Despite the small number of pure LCIS cases without invasive disease, our analyses have shown for the first time that many of the SNPs that predispose to ILC also predispose to LCIS. Although only 15 of the known breast cancer SNPs were associated with LCIS risk at P<0.05, 47 of the remaining 60 SNPs at P>0.05 had ORs in the same direction as for ILC (Sign Test P = 1.2×10−5) suggesting that many more SNPs are likely to be associated with pure LCIS but did not reach statistical significance individually because of the relatively few LCIS cases without associated ILC in our sample set. This is not unexpected if LCIS is an intermediate phenotype for ILC. However, a small number of SNPs had differential effects on LCIS or ILC risk. Specifically, rs6678914 at 1q32.1 (LGR6), known to be an ER-negative specific SNP [25], that appeared to be associated with LCIS but not ILC (P-het = 0.0007), and rs17529111 at 6q14 preferentially associated with ER-negative tumors [23] that had a stronger association with LCIS than ILC (P-het = 0.04). We also identified SNPs in FGFR2 and at 5q11.2 (MAP3K1) that appear only to predispose to ILC, but have little effect on LCIS suggesting that SNPs affect different parts of the lobular carcinoma pathway. These findings are surprising and as based on small numbers need confirmation in future studies.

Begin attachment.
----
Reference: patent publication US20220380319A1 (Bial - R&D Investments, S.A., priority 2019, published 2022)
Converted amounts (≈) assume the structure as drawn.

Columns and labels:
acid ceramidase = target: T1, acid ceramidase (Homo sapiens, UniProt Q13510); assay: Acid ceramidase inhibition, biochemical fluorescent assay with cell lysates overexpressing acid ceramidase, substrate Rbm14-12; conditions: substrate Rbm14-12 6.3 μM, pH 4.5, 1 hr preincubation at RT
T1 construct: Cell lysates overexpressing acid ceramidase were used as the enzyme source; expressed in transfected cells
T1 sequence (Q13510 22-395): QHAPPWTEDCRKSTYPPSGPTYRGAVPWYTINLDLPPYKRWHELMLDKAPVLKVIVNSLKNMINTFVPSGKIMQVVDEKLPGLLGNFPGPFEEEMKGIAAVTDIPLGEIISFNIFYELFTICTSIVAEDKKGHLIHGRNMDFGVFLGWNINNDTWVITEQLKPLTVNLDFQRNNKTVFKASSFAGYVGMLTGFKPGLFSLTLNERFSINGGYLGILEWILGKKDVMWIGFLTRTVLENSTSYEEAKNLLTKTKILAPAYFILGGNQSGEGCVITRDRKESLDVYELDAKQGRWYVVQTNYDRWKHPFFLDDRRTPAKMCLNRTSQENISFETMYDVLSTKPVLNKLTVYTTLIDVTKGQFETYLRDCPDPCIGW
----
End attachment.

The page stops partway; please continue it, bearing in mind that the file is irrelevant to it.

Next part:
Some of the SNPs associated with both ILC and LCIS showed a stronger effect size in LCIS compared to ILC (for example SNPs at TOX3, 9q31.2, 11q13.3, ZNF365 and MLLT10). It is possible that the SNPs that showed an association with both LCIS and ILC predispose to the development of LCIS rather than ILC, and that the effect size is smaller in ILC as not all cases of LCIS will become invasive cancer. SNPs that predispose strongly to LCIS were also associated with ER+ IDCs but again with stronger effect sizes in LCIS, consistent with the fact that 30–40% of invasive tumors associated with LCIS will not be ILC but will be IDC, mixed ductal-lobular or other morphology.